Firstly, our research reveals that virtual accounts software provides corporate banks with a means to help close the service gap between themselves and their corporate customer base. This is because virtual accounts enable the customer to better align their ledger system with their real bank accounts as well as combining the view across banks. This is important as our research also found corporates are concerned with the improved analysis of receivables and real-time cash forecasting. Virtual accounts enable this single view, meaning corporates can control all their internal and external accounts in one platform and across multiple geographies.
In doing this, virtual accounts provide corporate banks with the opportunity to match and better yet exceed corporate customers’ expectations. It may even change a culture accustomed to switching banks. This is because customers that can easily access the information they want when they want it, are less likely to shop around. To quote David Bannister, Ovum’s principal analyst of financial services technology: “Corporates are asking for new functionality that solves their problems. Banks are cottoning on to this, and realizing that virtual accounts are a tool to solve client problems.”
What’s perhaps most interesting, beyond client retention, is that our research also found that 94% of banks say that virtual accounts help them win new customers. This is a trend that is catching on fast. Almost all banks surveyed (99%) claim they either currently offer or intend to offer a virtual account solution within the next 18 months.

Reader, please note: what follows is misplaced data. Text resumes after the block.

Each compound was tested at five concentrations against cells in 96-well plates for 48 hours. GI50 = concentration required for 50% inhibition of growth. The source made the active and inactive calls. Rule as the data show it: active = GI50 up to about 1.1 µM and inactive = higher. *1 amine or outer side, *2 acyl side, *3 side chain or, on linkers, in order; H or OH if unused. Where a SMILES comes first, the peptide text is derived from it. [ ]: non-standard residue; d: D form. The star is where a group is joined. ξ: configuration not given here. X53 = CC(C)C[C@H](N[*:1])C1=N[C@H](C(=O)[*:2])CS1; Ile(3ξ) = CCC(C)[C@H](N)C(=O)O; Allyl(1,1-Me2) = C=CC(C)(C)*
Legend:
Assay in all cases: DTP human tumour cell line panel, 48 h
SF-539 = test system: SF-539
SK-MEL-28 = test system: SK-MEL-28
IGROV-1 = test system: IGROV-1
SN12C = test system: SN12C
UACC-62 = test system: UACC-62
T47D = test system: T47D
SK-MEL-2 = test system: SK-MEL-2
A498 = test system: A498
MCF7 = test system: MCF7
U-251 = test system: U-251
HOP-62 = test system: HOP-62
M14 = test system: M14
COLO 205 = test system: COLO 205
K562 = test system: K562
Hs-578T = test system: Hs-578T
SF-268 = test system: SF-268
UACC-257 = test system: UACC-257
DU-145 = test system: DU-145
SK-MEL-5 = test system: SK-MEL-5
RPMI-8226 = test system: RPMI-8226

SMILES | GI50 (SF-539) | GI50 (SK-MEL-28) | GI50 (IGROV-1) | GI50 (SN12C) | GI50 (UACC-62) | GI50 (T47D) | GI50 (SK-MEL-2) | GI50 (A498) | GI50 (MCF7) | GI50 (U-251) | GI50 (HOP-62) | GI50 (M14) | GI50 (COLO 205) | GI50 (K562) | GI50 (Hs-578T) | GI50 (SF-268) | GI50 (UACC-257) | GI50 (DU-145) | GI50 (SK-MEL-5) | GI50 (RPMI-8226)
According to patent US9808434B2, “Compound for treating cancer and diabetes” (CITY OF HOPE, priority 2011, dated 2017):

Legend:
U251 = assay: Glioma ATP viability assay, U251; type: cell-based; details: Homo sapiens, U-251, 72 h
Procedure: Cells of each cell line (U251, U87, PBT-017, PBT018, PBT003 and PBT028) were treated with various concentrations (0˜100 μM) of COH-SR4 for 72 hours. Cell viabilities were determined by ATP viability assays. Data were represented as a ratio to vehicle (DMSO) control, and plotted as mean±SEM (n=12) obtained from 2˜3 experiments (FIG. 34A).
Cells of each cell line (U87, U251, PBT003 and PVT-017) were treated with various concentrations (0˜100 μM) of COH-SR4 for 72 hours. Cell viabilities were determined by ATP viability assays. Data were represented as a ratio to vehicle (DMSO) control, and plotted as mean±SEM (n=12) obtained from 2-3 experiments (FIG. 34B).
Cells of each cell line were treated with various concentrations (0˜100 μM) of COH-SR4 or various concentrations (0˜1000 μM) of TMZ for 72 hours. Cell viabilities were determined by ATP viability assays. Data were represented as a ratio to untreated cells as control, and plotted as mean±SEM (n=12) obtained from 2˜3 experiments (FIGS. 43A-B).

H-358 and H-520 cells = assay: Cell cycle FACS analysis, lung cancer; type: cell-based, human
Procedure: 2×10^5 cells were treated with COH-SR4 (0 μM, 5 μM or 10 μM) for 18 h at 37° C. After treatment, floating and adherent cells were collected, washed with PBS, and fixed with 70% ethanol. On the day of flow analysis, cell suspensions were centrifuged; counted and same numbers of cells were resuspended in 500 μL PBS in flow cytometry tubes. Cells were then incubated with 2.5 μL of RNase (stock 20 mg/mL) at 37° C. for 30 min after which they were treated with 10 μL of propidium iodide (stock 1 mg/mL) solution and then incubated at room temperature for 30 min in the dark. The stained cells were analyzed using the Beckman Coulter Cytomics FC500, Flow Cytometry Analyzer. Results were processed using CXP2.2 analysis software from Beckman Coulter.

Working together to tackle corporate pain points
While corporate clients might not be demanding the implementation of virtual accounts per se, they are certainly requesting the functionality delivered by these accounts. In particular, today’s treasurers look to banks to help them tackle the following cash management challenges:
Enhanced treasury management control
A growing number of corporates are demanding a seamless multi-bank strategy to streamline the management of multiple accounts. They need a single banking platform that presents a consolidated view of their financial position, avoiding the complexity of accessing and analysing the position of multiple online accounts.
Driving operational efficiency to provide a platform for growth
Boosting productivity is a core goal for corporate treasurers, who need to reduce the administrative burden and focus their team on tasks that add real value. This can be achieved by implementing self-service tools which remove the need for a multitude of banking tasks. By eliminating the need to manually open and close accounts, manage interest rates, source statement archives or access target balance and sweeping capabilities, treasury teams can focus on driving innovation and growing the business.
Enhanced operational control to drive compliance with sector regulation
Regulation is a core consideration for any corporate treasurer, which means that any technology which enhances operational control will be welcomed with open arms. Here again, virtual accounts can play an important role such as ensuring the full transparency of the transaction lifecycle as well as the quicker reconciliation of expected receipts recorded in a customer’s ERP system against actual receipts received at the bank – swiftly identifying gaps that need to be resolved.